One of the accidental subplots to Karl Rove's departure yesterday was a question directed to President Bush by CBS White House correspondent Bill Plante at Rove's farewell press event. His question was picked up by a DC media blog and generated many responses. So we asked Bill for his side of the story, which follows.
As the President and Karl Rove walked away from the lectern after their emotional announcement of Rove's resignation, I yelled a question.
"If he's so smart, why did you lose Congress?"
The President, as usual, didn't answer.
That's OK – he doesn't have to if he doesn't want to.
But judging by some of the reaction, you'd think I had been shouting obscenities in church!
"Unprofessional;" "Inappropriate;" "Unbecoming;" "Doesn't show much class;" "you are a total idiot;" "Shill for the liberal Democrats."
People who sympathize with the President – no matter who the President happens to be – always seem to think it's impolite to yell questions. Or they argue that the question is inappropriate at the moment. That may sometimes be true, but not [this time].
Rove has been a controversial figure in this administration, the man most often credited or blamed with framing support for the war by politicizing terrorism.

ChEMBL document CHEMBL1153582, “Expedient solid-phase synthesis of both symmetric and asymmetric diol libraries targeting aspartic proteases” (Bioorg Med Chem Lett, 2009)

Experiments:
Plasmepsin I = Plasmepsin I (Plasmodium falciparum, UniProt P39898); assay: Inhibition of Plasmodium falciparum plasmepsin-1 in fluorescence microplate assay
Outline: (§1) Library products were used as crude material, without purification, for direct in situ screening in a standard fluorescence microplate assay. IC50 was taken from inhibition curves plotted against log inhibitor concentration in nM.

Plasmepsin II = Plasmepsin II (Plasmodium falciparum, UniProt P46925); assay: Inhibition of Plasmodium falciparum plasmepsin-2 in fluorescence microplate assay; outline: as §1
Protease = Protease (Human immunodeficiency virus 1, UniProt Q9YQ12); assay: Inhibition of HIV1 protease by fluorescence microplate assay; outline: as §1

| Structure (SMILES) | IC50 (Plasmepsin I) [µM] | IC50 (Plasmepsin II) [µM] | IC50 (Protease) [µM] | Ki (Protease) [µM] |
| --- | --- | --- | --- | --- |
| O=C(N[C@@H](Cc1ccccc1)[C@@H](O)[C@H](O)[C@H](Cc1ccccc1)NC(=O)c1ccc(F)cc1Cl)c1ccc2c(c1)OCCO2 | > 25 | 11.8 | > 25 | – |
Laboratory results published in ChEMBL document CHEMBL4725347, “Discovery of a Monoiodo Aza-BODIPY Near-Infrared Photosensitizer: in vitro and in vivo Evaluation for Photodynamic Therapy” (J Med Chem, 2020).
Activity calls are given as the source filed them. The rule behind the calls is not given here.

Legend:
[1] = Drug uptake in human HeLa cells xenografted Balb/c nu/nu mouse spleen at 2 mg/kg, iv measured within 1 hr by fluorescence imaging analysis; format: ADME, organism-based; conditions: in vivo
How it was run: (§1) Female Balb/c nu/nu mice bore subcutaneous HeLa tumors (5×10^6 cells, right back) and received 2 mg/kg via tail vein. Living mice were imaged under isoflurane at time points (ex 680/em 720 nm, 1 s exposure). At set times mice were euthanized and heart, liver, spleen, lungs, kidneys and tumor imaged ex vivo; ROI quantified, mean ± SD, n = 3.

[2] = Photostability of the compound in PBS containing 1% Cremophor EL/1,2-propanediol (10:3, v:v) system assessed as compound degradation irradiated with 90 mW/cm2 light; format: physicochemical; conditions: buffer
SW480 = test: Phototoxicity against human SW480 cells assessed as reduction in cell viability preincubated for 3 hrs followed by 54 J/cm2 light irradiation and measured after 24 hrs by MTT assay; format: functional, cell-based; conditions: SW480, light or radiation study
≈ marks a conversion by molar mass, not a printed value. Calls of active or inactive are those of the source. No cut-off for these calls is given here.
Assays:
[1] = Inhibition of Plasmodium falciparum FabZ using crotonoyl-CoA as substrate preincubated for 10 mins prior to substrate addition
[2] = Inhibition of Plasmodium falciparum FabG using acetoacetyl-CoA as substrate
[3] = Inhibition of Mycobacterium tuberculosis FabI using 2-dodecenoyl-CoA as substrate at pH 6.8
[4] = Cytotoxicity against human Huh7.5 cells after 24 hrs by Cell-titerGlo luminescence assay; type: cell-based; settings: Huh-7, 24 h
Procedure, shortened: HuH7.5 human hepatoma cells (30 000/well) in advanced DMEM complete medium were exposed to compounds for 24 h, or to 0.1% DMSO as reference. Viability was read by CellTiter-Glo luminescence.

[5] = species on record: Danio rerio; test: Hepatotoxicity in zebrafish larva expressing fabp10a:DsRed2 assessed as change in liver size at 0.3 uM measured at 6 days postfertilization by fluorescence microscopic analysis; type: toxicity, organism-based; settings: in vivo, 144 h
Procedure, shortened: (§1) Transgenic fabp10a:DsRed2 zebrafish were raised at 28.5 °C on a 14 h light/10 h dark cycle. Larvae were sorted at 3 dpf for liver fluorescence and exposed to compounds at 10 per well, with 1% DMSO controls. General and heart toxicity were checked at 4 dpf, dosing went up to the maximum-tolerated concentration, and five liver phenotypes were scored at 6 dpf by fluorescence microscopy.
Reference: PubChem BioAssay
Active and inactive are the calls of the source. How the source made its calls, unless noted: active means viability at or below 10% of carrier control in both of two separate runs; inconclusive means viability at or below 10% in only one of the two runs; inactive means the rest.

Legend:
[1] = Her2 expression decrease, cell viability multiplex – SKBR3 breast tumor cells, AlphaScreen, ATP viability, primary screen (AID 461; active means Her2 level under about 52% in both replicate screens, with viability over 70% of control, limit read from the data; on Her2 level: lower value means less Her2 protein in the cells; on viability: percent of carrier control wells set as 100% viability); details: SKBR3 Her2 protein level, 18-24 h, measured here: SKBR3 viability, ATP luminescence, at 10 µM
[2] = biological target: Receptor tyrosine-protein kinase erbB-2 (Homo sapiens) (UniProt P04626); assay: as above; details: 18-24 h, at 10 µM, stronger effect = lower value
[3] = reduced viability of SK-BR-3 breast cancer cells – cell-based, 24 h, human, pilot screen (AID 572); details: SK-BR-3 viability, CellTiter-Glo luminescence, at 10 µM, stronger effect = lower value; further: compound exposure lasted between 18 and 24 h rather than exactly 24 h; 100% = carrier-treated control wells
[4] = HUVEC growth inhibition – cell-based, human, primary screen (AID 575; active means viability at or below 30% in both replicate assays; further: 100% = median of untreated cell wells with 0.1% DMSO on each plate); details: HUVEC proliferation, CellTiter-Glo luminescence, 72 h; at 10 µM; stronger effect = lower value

There was no time to frame that question because the event this morning was a statement, not a news conference. So I asked a more direct one. I thought it unlikely that they would answer, but it's always worth a try.
This isn't the first time I've been blasted for yelling. Twenty or so years ago, I yelled a question at President Reagan as he left the Rose Garden after the annual Teacher of the Year ceremony.
One woman wrote to tell me that I was a guest in the President's house and ought to be behave as one.
Ten years ago, I asked President Clinton a question which brought a red-faced angry response.
The point is that reporters are not here as guests. We're here to ask questions.
Because if we were ever to agree to "behave," we'd be walking away from our First Amendment role – and then we really would be the shills we're so often accused of being.